Military personnel and contractors stationed in Iraq risk not only enemy gunfire, suicide bombers, and roadside bombs, but the very air they breathe often is polluted with dust and other particles of a size and composition that could pose immediate and long-term health threats–the same type of threat that civilians face who live too near pollution spewing highways and power stations. Personnel in Iraq often breathe air polluted with the most worrisome kind of dust particles: fine particles, or "particulate matter," that lodge deep inside the lungs.
Researcher Jennifer M. Bell says, "Our preliminary results show that the fine particulate matter concentrations frequently exceed military exposure guidelines," and some of the ingredients in that dust, such as lead, "exceed US ambient air quality standards designed to protect human health." In some instances, military personnel breathe in fine particulates at levels almost 10 times higher than the desirable levels in US National Ambient Air Quality Standards. It’s the fine particles that are the problem. According to Bell, "Coarse particles are large enough to get trapped in the hair-like fibers that line the nasal passages and the trachea preventing them from entering the lungs. Fine and ultra fine particles are so small that they bypass the body’s natural defenses. When we take a breath, they travel into the deepest part of the lung where oxygen exchange takes place."
In other words, our troops may avoid getting shot or having their legs blown off, but when they come home, they’re candidates for serious heart and lung disease. Iraq has about two major dust storms a month, with the typical event involving dust and sand whipped up and driven across the landscape by winds that reach 60 miles per hour. The terrible storms can last for days, with dust seeping through tightly sealed doors and windows and into vehicles and buildings. Those particles contain natural silicates, sulfates, and other minerals that can cause lung damage. But soldiers will face some of the same problems when they get back home. Bell says, "We are especially concerned about fine airborne particles that originate from motor vehicles, factories, open burning of trash in pits, and other sources."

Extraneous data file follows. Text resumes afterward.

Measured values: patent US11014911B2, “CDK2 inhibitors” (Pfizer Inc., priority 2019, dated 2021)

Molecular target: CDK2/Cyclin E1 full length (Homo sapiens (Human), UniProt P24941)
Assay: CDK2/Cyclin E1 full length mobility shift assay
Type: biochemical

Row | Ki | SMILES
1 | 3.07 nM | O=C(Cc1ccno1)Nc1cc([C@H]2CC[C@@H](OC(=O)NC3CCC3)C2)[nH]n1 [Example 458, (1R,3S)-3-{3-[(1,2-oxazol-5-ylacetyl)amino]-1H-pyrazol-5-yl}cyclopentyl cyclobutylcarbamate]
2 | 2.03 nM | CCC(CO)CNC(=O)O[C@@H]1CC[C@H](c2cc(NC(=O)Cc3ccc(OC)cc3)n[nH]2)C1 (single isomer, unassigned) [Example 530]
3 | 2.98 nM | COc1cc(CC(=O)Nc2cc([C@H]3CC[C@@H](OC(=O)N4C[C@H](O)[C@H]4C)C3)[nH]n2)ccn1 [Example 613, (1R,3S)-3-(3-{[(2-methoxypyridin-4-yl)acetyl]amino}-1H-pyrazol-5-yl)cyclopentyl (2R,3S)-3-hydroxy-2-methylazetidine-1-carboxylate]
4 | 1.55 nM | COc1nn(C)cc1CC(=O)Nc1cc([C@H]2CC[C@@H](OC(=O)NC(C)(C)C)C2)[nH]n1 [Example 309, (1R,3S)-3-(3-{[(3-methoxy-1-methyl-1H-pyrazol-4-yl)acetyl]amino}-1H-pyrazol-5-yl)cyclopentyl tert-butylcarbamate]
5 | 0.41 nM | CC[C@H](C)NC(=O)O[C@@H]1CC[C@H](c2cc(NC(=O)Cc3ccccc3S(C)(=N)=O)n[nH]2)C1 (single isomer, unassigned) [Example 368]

While the US is lagging behind in air pollution controls, Iraq does not enforce ANY, and cars there burn the leaded gasoline was phased out in the United States in the mid-1990s. Those particulates contain potentially toxic heavy metals like lead, arsenic, mercury, and cadmium. Some of the particulates start out as aerosols, droplets of liquid from automobile tailpipes, for instance. The liquid evaporates, leaving invisible particles of lead and other material that can float for days in the air.
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